Does barefoot running reduce the risk of lower limb injuries?

Barefoot running has gained a huge amount of popularity among runners, clinicians and scientists due to the alleged benefits for runners of all levels (Tam, et al., 2014). These benefits include an improved understanding of running biomechanics, improved running economics and reduced risk of injury. The popularity behind barefoot running is driven but the notion that learning to run barefoot will make you a better runner and reduce the risk of injury. However, there remains no conclusive evidence supporting these alleged benefits (Tam, et al., 2014).

Barefoot running in its purest form refers to running without shoes. Considering that humans have been wearing shoes for over 50,000 years, barefoot running is now an umbrella term that refers to both choice of footwear and running mechanics. This has been further simplified to say that barefoot running is the use of a minimalistic shoe and a forefoot strike pattern. The debate is that this adaptation back to a more natural running style reduces lower limb injuries in running. However, it may not be that simple.

There are copious amounts are scientific papers exploring the benefits of barefoot running and the impact on injury, because the prevalence of running injuries is currently reported at 50% -79% per annum (van Gent, el al., 2007). Despite the developments of the modern shoe, injury rates have not improved (Lieberman, et al., 2010), which is the premise for the debate that barefoot running may reduce injury risk more that shod running (wearing a structured shoe).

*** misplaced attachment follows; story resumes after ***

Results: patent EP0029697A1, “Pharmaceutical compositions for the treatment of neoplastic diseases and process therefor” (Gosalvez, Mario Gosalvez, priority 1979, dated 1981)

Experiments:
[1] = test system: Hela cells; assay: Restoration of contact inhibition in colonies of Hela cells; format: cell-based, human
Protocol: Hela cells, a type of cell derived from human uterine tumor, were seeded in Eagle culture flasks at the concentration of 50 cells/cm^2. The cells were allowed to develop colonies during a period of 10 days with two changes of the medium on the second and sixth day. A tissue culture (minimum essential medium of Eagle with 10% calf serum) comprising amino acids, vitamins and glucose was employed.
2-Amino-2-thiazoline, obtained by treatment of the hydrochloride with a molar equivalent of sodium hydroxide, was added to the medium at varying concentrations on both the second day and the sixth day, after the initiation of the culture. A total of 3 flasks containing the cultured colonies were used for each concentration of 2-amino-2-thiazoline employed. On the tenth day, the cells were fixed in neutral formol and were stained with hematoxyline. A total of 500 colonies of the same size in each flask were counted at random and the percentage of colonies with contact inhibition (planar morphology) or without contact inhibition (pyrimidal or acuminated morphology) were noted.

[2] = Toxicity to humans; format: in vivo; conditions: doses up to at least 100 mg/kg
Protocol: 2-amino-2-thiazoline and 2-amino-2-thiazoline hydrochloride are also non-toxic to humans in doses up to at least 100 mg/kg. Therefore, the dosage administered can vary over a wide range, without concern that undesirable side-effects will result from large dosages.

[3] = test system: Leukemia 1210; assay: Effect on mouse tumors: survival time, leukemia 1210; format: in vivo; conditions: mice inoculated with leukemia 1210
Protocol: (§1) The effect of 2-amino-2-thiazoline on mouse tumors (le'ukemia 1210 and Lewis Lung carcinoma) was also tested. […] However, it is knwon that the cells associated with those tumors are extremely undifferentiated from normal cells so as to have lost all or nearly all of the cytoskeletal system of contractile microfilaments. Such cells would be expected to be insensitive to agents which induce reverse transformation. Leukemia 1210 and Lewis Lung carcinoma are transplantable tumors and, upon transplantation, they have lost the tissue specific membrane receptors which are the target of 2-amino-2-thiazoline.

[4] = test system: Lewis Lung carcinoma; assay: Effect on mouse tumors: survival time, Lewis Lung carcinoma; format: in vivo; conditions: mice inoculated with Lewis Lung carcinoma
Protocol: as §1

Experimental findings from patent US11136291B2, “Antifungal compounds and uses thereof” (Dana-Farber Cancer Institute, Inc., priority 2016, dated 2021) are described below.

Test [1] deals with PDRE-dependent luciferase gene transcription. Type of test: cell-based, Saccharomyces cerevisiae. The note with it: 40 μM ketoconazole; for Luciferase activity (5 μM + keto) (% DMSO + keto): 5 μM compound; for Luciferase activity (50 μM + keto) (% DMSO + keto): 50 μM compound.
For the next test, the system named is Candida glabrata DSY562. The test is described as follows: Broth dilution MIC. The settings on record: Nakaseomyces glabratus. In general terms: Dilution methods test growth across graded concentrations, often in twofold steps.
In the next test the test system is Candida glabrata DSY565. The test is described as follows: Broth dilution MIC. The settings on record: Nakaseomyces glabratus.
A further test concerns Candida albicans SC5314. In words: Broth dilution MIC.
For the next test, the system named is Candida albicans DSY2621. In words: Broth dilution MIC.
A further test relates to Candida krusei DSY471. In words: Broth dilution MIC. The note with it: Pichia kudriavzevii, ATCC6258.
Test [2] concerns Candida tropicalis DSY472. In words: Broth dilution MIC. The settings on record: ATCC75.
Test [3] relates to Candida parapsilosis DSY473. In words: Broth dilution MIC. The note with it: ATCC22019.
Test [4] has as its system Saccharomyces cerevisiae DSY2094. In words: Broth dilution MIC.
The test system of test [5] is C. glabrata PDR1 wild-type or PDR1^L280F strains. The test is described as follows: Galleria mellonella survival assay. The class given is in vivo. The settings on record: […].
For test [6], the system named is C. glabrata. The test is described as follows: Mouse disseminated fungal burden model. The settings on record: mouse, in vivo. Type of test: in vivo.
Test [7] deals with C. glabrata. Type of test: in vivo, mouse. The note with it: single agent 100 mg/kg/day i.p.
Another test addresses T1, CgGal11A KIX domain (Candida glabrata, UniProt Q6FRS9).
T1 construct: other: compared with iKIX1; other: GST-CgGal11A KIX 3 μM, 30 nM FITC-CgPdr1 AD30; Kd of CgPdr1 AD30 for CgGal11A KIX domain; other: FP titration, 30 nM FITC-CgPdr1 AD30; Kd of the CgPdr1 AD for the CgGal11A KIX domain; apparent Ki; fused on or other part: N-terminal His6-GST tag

It is currently believed that the lack of conclusive evidence is a result of a combination of four factors; the acquisition of data about running mechanics, the methodology of study design, the large variability in human running mechanics, and the large variability in injury aetiology (Tam, et al., 2014). For the sake of this blog, running mechanics and injury will be the focus.

There are three main topics regarding running mechanics in this debate that barefoot running is more superior to shod running. The first is the evidence supporting the alleged benefits of changing to a barefoot technique. The second is the oversimplification of the concepts behind running biomechanics. The third is the suitability and generalizability of these biomechanical changes to all runners. All of which will be considered here.

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Lieberman and collegues (2010) conducted a study around the natural biomechanics of barefoot and shod running. They showed that shod runners have a greater tendency to strike with a rear foot pattern while barefoot runners strike with a forefoot pattern. This forefoot strike pattern involves a greater degree of ankle plantar flexion, more eccentric loading of the calf and Achilles, and less flexion at the knee. These biomechanical factors result in less load at the knee, more ankle prioprioception and improved strength in the muscles in the foot. This study supports the belief that barefoot running would result in reduced peak impact forces. However, it is not that simple as it implies that everyone runs with the same biomechanics.